At the height of the resource boom, inadequate coastal infrastructure is leading to lengthy—and costly—shipping delays

Apr 01, 2010 | 05:22 AM | Tatyana Shumsky

SYDNEY: Australia's resource sector and state governments had an unexpected opportunity to aggressively develop the country's infrastructure in the export lull that accompanied the global financial crisis.

With the absence of heavy export volumes, they could have worked to unclog the bottlenecks that caused delays and sapped profits at the height of the resource boom in 2007. But neither stepped up and little progress has been made to prevent a repeat of the congestion that stymied shipments to paying customers.

Australian iron ore and coal exports rose to record levels in the final three months of 2009, with iron ore exports surpassing 98 million tonnes and coal exports rising above 74 million tonnes on strong demand from China, South Korea and Japan, according to the Australian Bureau of Agricultural and Resource Economics.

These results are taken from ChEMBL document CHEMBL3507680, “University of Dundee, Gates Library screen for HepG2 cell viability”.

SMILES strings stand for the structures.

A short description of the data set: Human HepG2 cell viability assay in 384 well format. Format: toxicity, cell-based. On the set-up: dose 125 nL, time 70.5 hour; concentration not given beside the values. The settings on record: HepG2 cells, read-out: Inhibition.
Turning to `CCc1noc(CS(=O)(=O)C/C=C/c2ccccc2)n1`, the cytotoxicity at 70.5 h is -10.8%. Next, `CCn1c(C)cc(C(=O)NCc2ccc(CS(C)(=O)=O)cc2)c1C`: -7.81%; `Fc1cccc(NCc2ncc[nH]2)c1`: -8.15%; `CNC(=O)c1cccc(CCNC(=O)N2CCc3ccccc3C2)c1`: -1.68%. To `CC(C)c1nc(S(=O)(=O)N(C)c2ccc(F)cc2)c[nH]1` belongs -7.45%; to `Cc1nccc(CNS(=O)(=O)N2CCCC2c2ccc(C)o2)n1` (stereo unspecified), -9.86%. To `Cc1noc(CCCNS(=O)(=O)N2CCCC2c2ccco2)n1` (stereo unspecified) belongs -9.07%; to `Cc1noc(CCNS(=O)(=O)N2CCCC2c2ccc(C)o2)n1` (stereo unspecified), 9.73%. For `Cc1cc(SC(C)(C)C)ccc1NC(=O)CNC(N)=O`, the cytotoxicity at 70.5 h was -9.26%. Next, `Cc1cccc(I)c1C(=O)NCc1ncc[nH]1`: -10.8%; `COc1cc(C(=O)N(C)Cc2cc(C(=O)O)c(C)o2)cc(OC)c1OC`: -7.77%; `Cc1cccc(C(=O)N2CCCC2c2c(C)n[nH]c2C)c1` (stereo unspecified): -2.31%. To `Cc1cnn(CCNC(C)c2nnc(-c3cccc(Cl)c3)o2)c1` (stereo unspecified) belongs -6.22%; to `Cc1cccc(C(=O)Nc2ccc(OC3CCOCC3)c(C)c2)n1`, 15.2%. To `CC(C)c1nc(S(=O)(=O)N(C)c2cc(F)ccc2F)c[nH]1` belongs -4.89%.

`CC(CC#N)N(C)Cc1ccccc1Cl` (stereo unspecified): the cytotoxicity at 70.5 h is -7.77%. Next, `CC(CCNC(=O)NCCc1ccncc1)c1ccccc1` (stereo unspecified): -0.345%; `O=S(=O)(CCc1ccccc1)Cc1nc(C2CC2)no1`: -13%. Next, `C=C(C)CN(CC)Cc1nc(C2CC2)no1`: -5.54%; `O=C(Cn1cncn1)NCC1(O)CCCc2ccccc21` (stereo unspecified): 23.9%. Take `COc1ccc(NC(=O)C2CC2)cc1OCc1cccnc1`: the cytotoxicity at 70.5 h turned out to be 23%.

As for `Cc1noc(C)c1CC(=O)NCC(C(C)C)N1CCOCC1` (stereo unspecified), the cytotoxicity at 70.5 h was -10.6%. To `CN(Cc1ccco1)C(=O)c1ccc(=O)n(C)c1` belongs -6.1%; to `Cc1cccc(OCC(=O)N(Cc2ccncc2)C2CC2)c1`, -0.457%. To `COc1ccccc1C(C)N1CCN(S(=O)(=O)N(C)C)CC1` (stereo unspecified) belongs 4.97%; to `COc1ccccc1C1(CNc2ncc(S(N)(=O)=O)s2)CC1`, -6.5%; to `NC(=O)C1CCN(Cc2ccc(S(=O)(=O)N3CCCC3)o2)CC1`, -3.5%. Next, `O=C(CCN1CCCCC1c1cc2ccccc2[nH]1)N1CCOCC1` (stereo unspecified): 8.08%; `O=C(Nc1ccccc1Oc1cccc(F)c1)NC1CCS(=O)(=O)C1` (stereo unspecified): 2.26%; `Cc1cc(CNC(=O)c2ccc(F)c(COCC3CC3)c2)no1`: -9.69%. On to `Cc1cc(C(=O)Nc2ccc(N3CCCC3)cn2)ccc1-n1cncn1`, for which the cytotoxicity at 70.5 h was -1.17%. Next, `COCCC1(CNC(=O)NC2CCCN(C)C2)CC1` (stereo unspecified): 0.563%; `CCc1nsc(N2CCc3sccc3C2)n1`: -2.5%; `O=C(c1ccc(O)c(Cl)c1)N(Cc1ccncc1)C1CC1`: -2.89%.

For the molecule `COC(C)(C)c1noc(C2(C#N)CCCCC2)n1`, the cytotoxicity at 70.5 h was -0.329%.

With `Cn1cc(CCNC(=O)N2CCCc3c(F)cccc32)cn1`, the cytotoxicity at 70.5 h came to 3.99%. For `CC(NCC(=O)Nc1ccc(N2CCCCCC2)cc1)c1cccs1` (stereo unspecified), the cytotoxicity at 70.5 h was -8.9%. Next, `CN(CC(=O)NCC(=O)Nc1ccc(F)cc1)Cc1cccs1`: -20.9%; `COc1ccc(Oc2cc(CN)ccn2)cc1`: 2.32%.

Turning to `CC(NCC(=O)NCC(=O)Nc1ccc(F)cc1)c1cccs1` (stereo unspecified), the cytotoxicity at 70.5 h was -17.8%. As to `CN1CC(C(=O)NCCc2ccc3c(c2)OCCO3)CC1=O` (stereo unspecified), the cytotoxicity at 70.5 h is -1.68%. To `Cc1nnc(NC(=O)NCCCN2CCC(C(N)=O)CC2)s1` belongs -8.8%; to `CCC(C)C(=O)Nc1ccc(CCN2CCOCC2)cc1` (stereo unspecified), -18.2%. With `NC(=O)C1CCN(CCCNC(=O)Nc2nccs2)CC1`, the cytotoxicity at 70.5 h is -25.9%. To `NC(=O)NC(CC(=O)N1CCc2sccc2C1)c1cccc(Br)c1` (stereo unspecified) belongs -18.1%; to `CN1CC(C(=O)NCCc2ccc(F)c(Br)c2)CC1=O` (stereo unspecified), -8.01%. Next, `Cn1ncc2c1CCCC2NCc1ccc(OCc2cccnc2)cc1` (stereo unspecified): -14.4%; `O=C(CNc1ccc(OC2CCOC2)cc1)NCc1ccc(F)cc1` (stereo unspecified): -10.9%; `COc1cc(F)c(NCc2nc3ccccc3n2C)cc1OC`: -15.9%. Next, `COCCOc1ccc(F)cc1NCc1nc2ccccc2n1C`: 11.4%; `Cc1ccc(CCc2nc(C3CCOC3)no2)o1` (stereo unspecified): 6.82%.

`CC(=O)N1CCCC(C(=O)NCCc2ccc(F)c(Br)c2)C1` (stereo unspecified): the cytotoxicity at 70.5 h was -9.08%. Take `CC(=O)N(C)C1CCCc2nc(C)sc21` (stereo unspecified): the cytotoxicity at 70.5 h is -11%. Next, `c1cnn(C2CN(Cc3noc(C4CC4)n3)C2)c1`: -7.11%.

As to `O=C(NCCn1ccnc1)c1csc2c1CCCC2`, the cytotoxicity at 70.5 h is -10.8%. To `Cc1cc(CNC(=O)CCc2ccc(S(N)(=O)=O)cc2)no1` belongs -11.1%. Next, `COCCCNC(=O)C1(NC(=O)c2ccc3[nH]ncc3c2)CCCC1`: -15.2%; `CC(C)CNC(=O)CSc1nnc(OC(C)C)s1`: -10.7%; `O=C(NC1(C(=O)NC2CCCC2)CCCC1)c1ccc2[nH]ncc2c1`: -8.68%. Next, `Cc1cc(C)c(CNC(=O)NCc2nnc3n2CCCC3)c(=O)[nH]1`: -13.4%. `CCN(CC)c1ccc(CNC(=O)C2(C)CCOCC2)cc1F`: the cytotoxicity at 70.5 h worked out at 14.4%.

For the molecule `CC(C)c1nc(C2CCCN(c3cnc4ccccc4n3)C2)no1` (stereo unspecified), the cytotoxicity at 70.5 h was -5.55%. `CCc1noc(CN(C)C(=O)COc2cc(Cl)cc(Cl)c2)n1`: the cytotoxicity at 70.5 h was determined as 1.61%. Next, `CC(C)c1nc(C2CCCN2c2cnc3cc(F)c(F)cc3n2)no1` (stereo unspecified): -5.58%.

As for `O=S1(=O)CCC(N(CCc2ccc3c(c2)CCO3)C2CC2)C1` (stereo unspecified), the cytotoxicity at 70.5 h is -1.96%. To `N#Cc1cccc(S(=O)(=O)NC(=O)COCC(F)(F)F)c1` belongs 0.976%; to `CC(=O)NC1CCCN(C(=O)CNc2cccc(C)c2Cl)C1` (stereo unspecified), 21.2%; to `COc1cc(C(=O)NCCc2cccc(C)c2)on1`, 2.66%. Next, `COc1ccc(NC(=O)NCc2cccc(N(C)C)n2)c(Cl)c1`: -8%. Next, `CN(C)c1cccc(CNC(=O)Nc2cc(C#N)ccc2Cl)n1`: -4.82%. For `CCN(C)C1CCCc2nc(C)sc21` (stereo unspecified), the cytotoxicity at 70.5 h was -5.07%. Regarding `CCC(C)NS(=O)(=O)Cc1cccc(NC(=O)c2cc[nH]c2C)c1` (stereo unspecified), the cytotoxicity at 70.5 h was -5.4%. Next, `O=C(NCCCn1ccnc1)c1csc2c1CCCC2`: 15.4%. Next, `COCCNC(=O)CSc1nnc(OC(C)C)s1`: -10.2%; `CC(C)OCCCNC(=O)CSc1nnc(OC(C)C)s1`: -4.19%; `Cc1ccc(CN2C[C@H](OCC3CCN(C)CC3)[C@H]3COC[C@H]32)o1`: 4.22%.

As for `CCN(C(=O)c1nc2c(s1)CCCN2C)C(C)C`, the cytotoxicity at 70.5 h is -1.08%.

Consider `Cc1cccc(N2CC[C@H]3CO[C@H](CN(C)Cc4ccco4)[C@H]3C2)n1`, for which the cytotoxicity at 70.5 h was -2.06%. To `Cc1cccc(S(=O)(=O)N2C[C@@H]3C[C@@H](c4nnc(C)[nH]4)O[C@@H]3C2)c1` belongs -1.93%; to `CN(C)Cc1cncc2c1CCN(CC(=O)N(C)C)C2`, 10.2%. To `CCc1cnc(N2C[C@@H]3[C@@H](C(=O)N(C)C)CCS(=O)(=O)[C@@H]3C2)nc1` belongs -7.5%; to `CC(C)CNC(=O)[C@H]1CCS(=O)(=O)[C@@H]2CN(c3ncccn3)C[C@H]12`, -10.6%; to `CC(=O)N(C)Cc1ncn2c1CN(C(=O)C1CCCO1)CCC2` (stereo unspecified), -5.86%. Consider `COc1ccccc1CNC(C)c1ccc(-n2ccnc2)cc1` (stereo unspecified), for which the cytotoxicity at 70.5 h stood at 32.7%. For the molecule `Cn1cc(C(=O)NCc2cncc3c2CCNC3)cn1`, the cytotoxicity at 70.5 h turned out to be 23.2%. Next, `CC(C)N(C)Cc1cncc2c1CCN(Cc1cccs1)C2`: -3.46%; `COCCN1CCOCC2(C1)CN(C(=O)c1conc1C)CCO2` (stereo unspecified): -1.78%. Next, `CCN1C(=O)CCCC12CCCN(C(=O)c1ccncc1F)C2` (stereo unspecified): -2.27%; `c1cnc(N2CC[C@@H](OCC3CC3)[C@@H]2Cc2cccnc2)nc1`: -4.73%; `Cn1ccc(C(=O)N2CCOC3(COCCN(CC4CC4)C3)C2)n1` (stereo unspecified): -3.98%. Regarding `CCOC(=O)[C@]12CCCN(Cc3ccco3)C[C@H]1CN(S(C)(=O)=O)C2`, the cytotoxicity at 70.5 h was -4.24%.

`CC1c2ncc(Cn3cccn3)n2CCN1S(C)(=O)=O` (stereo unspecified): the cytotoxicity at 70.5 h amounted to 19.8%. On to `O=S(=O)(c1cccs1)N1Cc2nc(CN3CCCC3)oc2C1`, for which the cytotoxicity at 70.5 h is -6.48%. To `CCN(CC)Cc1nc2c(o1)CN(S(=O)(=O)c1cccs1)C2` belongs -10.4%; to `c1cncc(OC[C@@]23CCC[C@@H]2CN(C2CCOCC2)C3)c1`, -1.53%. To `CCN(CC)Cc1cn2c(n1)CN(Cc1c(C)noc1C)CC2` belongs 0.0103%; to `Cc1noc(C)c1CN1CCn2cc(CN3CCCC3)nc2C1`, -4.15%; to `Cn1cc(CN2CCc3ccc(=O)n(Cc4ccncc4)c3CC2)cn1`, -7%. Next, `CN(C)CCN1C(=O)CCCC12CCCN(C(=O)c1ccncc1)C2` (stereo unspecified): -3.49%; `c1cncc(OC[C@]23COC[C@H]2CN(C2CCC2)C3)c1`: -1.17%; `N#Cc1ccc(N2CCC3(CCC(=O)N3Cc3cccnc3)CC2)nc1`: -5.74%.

Yet even with such high volumes of dry bulk material headed for the export market, little has been done to prevent a jam. "The government has been slow to provide infrastructure like ports and rail, but it is going to be a limiting factor on how much more exporting capacity Australia has for the world and for China," Ord Minnett analyst Peter Arden said.....

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